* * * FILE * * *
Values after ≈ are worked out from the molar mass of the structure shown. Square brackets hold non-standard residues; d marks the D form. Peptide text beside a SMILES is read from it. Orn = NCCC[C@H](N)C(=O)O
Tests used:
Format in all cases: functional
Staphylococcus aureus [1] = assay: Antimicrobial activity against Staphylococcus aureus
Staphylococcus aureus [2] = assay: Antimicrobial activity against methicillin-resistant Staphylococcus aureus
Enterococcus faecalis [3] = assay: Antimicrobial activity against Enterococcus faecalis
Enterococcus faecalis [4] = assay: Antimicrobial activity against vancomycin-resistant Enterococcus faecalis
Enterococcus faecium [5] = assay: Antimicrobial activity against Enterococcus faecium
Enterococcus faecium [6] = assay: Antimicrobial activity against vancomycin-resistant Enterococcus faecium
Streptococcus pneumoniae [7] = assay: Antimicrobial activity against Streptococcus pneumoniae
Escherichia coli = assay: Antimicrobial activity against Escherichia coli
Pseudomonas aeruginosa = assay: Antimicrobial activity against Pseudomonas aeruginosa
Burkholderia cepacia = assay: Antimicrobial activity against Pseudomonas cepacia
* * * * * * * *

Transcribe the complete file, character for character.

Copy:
Values after ≈ are worked out from the molar mass of the structure shown. Square brackets hold non-standard residues; d marks the D form. Peptide text beside a SMILES is read from it. Orn = NCCC[C@H](N)C(=O)O
Tests used:
Format in all cases: functional
Staphylococcus aureus [1] = assay: Antimicrobial activity against Staphylococcus aureus
Staphylococcus aureus [2] = assay: Antimicrobial activity against methicillin-resistant Staphylococcus aureus
Enterococcus faecalis [3] = assay: Antimicrobial activity against Enterococcus faecalis
Enterococcus faecalis [4] = assay: Antimicrobial activity against vancomycin-resistant Enterococcus faecalis
Enterococcus faecium [5] = assay: Antimicrobial activity against Enterococcus faecium
Enterococcus faecium [6] = assay: Antimicrobial activity against vancomycin-resistant Enterococcus faecium
Streptococcus pneumoniae [7] = assay: Antimicrobial activity against Streptococcus pneumoniae
Escherichia coli = assay: Antimicrobial activity against Escherichia coli
Pseudomonas aeruginosa = assay: Antimicrobial activity against Pseudomonas aeruginosa
Burkholderia cepacia = assay: Antimicrobial activity against Pseudomonas cepacia